The gardens were laid out with ornamental shrubberies and flower beds with winding paths, two ponds with islands and a fountain. A conservatory also displayed exotic and tropical plants.

Despite many events held such as band concerts, exhibitions, fireworks and hot air balloon ascensions. They had financial difficulties and the gardens did not remain open for very long as people could have been put off by the entrance fee of 6d for adults and 3d (Old money) for children, and they were stopped from opening until late afternoon on Sundays so that people were not distracted from visiting local churches and chapels.


Pic From Google

In 1848 the gardens were sold to entrepreneur, Thomas Clapham and he re-sold them for building plots ten years later in 1858.

Now rubble and debris lay around as part of the structure is damaged.

Tuesday, 27 March 2012

Orange for a head



One day, a girl was walking along when she spotted, on the other side of the road, a strange man with an orange for a head! So, since she was curious, she crossed over the road to speak to him.


"Excuse me," she asked, "I hope you don't mind me asking, but why do you have an orange for a head?"

The man with the orange for a head replied, "Well, it's a sad story, and many people ask, but I'll tell you if you like. One day, I was in my attic looking through some old boxes, when I came across this old lamp. It was old and dusty, so I gave it a rub to clean it - and to my amazement, a genie appeared, and granted me three wishes!"

The girl was staggered. "Wow! What did you ask for?" The man went on... "Well, first of all, I asked the obvious thing - I asked him for all the money I could ever need!"

"Amazing!" exclaimed the girl, "Did he grant your wish?"

"Yes" replied the man. "He produced an enormous wooden chest, full of banknotes! There must be millions of pounds in it!"

The girl could scarcely believe what she was hearing. "What did you ask for your second wish?"

"For my second wish, I asked him if he could make every beautiful woman in the world attracted to me. This also came true - the next day was the best day of my life!"

"That's incredible!" the girl responded. "So did you go back and ask for your third wish?" The man nodded. "Wow!" said the girl. "What did you wish for?"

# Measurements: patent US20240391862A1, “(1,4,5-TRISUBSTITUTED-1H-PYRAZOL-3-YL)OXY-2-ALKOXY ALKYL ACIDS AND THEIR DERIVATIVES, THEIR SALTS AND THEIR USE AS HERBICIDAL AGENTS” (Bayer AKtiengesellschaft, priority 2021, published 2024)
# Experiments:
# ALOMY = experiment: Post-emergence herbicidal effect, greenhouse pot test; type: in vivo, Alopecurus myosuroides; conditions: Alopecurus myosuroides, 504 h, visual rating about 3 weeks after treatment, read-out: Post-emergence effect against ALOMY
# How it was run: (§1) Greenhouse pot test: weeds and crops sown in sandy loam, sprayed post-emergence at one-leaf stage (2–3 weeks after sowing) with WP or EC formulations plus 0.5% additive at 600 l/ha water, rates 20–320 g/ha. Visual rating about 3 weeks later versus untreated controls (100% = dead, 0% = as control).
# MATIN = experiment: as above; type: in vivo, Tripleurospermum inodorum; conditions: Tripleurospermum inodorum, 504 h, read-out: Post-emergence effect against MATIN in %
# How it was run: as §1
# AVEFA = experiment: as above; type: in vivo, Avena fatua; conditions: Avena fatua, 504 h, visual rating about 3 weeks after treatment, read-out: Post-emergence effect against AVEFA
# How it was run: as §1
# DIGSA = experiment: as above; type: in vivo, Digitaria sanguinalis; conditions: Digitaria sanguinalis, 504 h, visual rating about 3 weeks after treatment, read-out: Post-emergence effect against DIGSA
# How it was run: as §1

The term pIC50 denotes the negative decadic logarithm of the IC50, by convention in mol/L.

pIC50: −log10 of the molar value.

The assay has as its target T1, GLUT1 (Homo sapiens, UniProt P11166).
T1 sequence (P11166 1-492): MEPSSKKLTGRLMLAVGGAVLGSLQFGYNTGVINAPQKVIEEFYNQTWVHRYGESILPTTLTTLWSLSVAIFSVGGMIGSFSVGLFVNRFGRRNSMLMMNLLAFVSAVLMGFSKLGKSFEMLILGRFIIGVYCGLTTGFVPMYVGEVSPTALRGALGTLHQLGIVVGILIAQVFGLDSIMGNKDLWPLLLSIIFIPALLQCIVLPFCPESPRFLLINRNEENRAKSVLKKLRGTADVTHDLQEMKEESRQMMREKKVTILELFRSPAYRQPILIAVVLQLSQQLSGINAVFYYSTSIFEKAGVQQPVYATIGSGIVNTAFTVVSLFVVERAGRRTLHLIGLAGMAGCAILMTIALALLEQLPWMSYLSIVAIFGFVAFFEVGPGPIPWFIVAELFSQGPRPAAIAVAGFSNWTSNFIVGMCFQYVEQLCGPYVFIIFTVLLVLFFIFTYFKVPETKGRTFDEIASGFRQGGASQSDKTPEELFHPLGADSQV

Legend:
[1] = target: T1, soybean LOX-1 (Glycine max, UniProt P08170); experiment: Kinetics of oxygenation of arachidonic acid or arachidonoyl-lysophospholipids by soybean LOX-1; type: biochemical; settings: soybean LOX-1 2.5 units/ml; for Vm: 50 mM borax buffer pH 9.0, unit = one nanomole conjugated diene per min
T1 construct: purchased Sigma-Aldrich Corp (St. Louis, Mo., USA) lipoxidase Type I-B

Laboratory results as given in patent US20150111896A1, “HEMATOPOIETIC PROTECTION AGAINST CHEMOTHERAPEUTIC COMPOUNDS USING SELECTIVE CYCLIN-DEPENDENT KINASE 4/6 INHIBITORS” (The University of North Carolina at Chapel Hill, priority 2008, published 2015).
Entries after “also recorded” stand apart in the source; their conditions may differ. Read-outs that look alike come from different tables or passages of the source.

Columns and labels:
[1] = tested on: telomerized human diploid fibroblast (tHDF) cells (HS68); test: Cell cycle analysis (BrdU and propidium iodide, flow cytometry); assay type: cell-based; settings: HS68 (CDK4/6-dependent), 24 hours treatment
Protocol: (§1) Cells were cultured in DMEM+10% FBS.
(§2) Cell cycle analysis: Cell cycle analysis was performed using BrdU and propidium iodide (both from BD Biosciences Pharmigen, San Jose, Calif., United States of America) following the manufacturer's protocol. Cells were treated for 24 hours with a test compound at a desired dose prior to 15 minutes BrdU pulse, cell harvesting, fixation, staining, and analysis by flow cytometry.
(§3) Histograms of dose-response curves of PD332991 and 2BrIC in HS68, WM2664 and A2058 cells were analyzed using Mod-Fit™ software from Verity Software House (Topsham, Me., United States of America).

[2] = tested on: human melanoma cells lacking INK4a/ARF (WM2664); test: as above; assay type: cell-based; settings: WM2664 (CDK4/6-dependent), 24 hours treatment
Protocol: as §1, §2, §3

"I asked if I could have an orange for a head"


I can't remember who sent me this, but thanks anyway

Monday, 26 March 2012

1981 & 2005 are two interesting years:


My good friend Mike sent me this, hope you like it. I did.

York Minster
1981
1.     Prince Charles got married
2.     Liverpool crowned soccer champions of Europe
3.     Australia lost the Ashes.
4.     The Pope died.

2005
1.     Prince Charles got married
2.     Liverpool crowned soccer champions of Europe
3.     Australia lost the Ashes.
4.     The Pope died

Lesson to be learnt: 
The next time Prince Charles gets married someone should warn the pope.

Sunday, 25 March 2012

The Government’s Plan to Tackle Hate Crime

March 2012
I found this on the Government website


1.9       In 2007, the police, Crown Prosecution Service (CPS), Prison Service (now the National Offender Management Service) and other agencies that make up the criminal justice system agreed a common definition of monitored hate crime to cover five ‘strands,’ in particular – disability, gender-identity, race, religion/faith and sexual orientation. Primarily, this was to ensure a consistent working definition to allow accurate recording and monitoring

1.10    This does not mean that crimes motivated by hostility or hatred of other characteristics, such as gender, age or appearance cannot happen. The tragic murder of Sophie Lancaster, who was attacked simply because of her appearance, is a graphic illustration of this fact. Although crimes such as this may fall outside of the nationally monitored strands, they are nonetheless hate crimes, and they should therefore be treated as such. We have been very clear with local areas that they are free to include other strands in addition to the monitored five when developing their approach to hate crime. For example, some areas have included age or gender in their response to hate crime, to reflect the concerns of local citizens or in response to trends in local crime.